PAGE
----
It has been hard to ignore the growing hair-raising frenzy relating to hair in the news recently. From the royal princes to the US President, debate has been raging about whether to disguise hair loss (with elaborate, bouffant combovers), shell out for transplants or just stop pretending and embrace the razor cut.
This is an issue close to the hearts and heads of Mr P and myself. I’m sure Mr P will not mind my disclosing that he has not been blessed with lustrous locks and the passing years have seen him going for an ever-closer shaved style.
Mr P has gone further, though, deciding it is madness to be spending a princely £12 (yes, £12) a month at the barber’s and investing in a DIY hair cutting kit. Every few days, he’ll walk into a room, stand in front of me looking exactly the same as always and say: “Well?”
I have learned through bitter experience that the correct response is always “very nice”. I have learned this because this is the tactic he now employs when I come back from the hairdresser, reeling at the amount I have had to shell out on a colour and cut.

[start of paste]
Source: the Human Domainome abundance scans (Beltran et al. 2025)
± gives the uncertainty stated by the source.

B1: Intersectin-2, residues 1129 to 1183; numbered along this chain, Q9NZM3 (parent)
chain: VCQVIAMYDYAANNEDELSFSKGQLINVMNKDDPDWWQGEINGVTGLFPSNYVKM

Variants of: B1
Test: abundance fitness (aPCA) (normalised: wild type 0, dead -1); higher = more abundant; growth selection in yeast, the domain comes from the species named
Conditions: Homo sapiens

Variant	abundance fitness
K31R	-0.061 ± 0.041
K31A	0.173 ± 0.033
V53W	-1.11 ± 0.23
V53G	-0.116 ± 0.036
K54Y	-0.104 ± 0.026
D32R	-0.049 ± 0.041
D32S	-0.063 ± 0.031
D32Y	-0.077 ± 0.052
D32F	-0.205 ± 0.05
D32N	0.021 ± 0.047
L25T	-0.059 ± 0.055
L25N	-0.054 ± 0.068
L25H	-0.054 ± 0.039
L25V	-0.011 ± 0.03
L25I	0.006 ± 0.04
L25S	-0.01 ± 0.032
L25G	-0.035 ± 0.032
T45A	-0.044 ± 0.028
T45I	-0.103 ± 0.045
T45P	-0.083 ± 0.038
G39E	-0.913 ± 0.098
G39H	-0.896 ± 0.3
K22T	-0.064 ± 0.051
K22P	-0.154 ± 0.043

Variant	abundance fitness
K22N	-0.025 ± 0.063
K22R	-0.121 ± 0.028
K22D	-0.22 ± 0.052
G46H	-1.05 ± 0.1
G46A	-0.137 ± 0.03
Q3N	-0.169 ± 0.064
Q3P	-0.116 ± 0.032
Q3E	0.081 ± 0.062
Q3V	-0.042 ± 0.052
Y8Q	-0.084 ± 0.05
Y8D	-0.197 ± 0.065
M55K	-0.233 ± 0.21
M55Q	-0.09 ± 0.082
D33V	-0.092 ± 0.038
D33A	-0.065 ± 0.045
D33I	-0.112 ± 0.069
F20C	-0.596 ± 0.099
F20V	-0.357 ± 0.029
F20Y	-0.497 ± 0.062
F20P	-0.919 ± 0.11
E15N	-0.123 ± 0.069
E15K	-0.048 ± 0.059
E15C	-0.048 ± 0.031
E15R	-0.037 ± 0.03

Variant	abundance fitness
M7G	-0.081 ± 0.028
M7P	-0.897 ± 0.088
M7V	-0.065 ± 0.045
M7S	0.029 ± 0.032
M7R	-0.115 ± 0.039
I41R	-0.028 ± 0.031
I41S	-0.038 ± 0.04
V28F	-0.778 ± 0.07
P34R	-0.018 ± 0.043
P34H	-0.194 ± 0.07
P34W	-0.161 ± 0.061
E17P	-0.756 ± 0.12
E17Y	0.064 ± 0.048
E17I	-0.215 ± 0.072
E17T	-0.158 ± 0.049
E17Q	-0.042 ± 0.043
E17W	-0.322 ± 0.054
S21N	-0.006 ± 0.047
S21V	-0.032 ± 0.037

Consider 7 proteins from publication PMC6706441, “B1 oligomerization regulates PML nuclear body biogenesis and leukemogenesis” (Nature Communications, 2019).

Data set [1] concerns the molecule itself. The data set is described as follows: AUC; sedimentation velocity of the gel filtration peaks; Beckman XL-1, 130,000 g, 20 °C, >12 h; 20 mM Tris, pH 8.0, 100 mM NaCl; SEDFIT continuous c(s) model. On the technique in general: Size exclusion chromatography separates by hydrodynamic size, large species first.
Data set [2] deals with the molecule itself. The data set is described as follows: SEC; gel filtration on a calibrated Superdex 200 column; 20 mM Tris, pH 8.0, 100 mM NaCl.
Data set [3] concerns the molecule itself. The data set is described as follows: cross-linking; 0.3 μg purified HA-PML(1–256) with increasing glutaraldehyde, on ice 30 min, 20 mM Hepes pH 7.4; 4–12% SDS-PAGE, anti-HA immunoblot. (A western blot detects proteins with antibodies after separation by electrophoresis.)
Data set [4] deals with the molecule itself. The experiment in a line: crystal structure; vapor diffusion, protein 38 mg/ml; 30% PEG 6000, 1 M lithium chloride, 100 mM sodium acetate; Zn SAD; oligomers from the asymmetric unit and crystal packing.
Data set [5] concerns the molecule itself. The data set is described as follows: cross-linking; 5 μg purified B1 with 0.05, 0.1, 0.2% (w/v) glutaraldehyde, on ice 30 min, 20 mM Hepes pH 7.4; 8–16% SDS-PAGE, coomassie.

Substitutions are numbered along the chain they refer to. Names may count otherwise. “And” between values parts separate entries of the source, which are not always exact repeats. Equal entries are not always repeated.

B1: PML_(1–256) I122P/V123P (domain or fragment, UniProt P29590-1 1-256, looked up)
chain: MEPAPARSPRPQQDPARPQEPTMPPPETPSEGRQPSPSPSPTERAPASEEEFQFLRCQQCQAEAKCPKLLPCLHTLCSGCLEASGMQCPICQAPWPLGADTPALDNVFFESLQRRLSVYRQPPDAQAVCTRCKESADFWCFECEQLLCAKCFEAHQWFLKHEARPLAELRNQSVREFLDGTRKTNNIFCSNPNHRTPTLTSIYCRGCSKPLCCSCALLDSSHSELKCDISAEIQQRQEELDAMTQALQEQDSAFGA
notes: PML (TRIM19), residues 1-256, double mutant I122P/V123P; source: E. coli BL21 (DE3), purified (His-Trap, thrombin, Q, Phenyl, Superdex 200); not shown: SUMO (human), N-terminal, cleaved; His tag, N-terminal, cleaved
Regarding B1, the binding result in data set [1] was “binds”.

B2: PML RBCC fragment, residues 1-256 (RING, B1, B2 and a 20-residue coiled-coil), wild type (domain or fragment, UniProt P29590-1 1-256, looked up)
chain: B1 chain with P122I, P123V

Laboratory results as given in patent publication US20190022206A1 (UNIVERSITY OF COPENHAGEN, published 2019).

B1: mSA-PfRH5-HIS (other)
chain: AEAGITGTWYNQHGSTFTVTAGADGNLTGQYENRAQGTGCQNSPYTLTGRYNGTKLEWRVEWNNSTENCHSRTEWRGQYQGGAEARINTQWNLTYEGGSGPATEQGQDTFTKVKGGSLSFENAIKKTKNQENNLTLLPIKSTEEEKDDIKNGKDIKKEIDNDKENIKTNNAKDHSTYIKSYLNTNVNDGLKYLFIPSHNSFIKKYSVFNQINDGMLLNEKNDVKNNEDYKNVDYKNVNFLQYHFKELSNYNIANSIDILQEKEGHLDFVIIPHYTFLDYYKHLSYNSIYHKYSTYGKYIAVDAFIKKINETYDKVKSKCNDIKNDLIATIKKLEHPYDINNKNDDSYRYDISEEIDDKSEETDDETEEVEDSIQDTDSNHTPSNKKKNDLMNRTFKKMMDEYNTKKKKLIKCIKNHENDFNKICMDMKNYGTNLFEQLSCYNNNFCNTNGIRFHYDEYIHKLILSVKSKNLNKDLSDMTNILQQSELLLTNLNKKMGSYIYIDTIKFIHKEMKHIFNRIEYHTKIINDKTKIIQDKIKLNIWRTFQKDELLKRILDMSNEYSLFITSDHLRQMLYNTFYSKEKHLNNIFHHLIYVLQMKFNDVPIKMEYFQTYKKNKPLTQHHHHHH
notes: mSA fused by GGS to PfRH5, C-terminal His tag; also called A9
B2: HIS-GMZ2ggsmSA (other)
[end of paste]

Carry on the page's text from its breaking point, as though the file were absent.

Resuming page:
As I started going very grey in my early ’20s, this is not a recent thing. Apart from the odd experiment where I’ve thought I’d go natural as I would end up looking like Helen Mirren and then realising I looked like Helen Mirren’s grandmother, it has been an ongoing drain on my bank balance.
I recently had a fairly drastic cut and walked into the house, where the usual scenario was played out. I say: “Well? What do you think?” Mr P does that desperate, caught-in-the-headlights calculation – is she wearing something new?
Has the room been painted a different colour? Has she had her hair cut/neck tattooed/nose pierced? – and settles on the all-bases-covered “very nice” while trying not to look anywhere in particular.
Well, it works for us.